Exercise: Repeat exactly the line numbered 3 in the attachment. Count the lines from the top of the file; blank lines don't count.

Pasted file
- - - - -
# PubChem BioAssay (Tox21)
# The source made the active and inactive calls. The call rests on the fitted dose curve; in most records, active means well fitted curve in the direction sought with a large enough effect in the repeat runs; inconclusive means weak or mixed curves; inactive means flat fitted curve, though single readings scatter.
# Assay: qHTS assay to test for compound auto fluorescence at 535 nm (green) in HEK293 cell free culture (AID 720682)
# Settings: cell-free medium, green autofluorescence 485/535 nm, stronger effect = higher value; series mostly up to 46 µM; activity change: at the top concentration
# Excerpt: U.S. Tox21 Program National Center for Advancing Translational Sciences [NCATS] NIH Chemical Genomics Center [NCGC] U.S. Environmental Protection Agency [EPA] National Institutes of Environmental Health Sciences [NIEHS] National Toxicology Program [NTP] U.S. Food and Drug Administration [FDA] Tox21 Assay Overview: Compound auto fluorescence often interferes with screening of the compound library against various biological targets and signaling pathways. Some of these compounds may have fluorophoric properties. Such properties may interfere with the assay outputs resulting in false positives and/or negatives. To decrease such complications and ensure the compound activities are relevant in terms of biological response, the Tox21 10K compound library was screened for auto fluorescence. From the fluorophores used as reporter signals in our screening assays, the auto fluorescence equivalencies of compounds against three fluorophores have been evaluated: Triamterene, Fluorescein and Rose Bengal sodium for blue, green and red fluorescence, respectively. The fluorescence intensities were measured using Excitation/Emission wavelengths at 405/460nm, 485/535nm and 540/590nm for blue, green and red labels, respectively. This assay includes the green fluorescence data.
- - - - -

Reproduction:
# Assay: qHTS assay to test for compound auto fluorescence at 535 nm (green) in HEK293 cell free culture (AID 720682)